MESSENGER -- The Rotary Botanical Gardens will host its annual Home Garden Tour from 9 a.m. to 3 p.m. Saturday, July 12. The tour will feature the gardens of eight Janesville homes. Attendees will have an opportunity to view different types of plants, landscapes and lawn decorations, as well as receive information about different gardening techniques.

MESSENGER -- There are no hushed corridors or muted color schemes in this area of Edgerton Hospital, but visitors can’t help to feel relaxed when they visit.

The hospital’s new healing garden features the sounds and colors of nature, offering those who visit an atmosphere that soothes the body and soul.

The garden was dedicated in June and offers a walking path, a pond, a waterfall, benches, sculptures, plenty of trees and perennial plants and open areas for physical therapy and wellness activities.

More hospitals and medical facilities are installing healing gardens to help patients get back to health, said Bonnie Robinson, director of the Edgerton Hospital Capital Foundation.

Read the current edition here: http://www.server-jbmultimedia.net/CSI-JanesvilleMessengerSunday

“Years ago, hospitals were focused on disease-based care … Today, health care facilities have changed from disease-based care to (centering) around patient, family and staff needs and preferences,” Robinson said. “Healing gardens are green spaces in health care settings, and they’re specifically designed to improve patient outcomes.”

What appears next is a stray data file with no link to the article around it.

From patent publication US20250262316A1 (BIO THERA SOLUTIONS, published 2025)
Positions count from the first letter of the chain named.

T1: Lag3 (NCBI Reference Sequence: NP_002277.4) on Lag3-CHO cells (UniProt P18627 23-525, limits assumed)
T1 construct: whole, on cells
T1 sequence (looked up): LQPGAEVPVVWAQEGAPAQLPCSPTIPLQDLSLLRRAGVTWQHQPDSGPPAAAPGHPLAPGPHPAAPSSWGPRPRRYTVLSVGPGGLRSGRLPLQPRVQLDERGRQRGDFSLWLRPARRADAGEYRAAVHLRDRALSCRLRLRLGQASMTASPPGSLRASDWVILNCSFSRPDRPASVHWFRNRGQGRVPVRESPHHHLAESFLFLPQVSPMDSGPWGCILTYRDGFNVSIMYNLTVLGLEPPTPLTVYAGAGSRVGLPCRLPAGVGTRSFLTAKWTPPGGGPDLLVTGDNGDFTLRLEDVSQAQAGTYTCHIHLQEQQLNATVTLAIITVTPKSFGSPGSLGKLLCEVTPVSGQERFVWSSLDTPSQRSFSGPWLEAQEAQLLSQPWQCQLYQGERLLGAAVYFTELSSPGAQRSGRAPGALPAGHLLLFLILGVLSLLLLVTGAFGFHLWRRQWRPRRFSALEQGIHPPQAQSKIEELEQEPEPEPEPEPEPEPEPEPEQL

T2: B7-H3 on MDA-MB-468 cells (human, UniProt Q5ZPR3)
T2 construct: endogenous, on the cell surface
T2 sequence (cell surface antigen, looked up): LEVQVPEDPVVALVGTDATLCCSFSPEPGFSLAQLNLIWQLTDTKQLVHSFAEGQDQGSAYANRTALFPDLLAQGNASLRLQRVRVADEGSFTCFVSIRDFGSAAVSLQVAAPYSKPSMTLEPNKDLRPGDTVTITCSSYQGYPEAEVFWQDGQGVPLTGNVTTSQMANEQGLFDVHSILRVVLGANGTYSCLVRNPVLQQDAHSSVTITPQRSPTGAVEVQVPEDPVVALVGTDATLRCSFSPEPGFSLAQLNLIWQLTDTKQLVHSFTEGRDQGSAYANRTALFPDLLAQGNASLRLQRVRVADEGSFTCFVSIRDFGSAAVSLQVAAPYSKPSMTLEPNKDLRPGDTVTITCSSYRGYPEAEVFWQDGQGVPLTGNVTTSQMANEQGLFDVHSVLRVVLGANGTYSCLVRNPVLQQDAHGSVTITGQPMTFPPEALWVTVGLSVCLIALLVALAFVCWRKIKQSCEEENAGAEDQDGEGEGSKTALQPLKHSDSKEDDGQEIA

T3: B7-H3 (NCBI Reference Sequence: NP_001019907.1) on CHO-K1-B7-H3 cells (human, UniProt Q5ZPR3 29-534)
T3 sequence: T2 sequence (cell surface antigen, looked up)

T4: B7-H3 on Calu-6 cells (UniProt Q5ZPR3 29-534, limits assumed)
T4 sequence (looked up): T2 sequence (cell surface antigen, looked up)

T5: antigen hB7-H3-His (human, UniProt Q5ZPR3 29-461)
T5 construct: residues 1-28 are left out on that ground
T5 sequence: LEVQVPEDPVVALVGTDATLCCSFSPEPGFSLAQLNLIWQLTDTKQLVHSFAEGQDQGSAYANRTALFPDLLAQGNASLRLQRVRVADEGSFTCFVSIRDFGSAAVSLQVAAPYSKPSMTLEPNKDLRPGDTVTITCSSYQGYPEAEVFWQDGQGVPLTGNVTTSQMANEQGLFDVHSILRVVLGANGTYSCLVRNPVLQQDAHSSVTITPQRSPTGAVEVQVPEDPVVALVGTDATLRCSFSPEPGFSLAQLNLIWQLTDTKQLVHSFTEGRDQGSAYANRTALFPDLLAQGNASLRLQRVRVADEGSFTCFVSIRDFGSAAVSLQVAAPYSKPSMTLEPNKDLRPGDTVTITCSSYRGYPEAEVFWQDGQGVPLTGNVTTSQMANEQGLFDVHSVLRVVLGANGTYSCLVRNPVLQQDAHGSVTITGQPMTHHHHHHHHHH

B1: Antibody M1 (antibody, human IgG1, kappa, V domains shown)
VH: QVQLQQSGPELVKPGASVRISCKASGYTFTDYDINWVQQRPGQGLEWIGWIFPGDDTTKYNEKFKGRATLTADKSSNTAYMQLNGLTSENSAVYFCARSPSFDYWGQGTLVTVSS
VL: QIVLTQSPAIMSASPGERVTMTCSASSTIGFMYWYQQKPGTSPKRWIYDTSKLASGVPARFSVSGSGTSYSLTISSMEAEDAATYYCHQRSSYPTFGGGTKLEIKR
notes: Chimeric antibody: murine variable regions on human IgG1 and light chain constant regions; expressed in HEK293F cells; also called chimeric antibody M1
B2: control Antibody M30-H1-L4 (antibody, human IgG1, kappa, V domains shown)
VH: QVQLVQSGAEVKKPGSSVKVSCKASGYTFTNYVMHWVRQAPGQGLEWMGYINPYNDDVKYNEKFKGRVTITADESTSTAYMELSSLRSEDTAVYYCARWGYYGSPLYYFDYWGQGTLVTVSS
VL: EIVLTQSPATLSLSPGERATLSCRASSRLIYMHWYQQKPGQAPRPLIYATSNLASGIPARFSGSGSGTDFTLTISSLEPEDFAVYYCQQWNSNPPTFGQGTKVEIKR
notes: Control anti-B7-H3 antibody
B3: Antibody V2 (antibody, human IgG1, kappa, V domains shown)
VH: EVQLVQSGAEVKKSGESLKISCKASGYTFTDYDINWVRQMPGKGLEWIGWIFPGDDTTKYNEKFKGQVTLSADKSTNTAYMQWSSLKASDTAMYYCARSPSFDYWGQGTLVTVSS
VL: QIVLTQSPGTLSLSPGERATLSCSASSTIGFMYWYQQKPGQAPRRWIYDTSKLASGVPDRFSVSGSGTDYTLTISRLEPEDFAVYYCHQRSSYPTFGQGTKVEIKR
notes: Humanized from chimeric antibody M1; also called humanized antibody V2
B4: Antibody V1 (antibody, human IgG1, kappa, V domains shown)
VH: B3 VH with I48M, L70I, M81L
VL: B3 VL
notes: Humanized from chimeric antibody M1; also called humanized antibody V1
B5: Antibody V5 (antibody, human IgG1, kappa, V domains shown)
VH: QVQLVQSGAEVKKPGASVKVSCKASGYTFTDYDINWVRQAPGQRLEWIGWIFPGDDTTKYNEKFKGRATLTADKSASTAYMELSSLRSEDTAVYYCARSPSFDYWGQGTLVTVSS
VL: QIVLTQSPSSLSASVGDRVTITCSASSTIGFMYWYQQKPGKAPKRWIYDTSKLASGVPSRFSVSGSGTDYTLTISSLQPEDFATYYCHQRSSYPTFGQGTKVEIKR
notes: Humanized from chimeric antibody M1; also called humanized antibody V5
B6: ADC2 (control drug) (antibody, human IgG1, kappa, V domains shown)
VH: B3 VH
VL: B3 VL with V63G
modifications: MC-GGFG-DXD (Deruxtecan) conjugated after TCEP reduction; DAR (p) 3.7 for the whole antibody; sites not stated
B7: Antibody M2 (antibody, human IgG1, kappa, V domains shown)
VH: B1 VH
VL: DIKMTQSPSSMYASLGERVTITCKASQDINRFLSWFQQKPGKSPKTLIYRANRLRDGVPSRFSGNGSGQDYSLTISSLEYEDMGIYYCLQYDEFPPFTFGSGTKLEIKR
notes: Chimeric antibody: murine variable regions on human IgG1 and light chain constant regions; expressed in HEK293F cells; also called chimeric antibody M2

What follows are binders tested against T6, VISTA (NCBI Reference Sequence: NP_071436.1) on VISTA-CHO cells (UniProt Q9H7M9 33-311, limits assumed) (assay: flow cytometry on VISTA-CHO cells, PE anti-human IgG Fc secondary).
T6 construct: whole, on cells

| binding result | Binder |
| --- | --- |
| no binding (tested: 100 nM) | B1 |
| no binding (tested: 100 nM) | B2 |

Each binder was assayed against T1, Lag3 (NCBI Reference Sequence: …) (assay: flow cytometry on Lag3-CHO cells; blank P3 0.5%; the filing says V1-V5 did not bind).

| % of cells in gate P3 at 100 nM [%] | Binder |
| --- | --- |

Sunny Bowditch, marketing manager for Edgerton Hospital, said she has noticed many patients walking along the path of the healing garden to take in the scenery.

“We have met with many people who have said having access to the garden makes them feel more relaxed,” Bowditch said. “They can get out on their own if they’re able to. We have patients using their walker or we’ve seen them out here getting some fresh air. It’s just calming.”

The garden has been used by patients in the cardiac rehabilitation, physical therapy and short-term rehab programs. Yoga classes, tai chi classes and other wellness programs also have been held in the garden.

The garden even serves as a social setting for patients who are recovering from surgery, said Susan Kindschi, cardiology and sleep study manager.

“For people who are struggling with heart disease or lung disease, it’s an opportunity for them to receive support from their peers,” Kindschi said. “It’s a non-threatening, stress-free environment. There’s benches where people can sit and enjoy nature. It’s a private and clinical setting.”

Staff members enjoy visiting the healing garden as well, Kindschi said.